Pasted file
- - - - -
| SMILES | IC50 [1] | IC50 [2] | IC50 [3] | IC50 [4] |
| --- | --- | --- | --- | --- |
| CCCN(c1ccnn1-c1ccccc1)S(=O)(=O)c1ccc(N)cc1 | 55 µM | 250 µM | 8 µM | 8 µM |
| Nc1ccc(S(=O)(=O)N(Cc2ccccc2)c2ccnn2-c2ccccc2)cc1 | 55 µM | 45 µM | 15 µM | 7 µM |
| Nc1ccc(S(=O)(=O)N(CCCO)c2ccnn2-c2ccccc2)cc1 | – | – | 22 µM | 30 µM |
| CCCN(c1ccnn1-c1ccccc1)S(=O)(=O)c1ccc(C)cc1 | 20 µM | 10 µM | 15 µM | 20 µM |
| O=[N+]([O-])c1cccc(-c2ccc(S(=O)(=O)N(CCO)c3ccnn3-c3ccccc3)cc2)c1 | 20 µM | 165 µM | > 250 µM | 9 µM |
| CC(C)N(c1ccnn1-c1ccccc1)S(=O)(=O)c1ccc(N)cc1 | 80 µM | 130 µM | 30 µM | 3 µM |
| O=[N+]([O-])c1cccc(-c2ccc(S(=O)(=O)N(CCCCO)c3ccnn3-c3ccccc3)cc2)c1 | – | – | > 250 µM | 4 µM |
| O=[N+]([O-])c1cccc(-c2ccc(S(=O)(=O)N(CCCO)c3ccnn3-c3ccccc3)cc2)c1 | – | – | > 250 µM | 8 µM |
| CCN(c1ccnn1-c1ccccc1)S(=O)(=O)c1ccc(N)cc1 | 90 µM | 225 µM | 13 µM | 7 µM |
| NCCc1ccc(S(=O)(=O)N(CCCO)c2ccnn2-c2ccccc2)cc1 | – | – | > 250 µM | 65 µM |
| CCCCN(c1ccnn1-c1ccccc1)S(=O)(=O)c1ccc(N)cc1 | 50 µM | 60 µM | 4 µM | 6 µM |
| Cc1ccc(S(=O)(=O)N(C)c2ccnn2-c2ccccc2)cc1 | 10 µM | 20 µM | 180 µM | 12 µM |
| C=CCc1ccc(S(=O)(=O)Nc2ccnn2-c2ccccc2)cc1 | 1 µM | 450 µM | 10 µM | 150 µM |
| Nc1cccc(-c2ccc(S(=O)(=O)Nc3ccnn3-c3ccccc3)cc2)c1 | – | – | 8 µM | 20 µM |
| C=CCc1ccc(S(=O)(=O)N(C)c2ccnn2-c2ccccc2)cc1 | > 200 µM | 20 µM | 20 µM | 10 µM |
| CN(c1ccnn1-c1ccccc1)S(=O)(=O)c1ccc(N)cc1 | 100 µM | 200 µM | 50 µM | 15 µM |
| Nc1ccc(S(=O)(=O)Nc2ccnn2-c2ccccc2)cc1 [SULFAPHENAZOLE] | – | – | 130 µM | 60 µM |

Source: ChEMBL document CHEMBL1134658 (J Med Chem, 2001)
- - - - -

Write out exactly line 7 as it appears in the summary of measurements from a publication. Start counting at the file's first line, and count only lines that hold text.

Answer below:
| O=[N+]([O-])c1cccc(-c2ccc(S(=O)(=O)N(CCO)c3ccnn3-c3ccccc3)cc2)c1 | 20 µM | 165 µM | > 250 µM | 9 µM |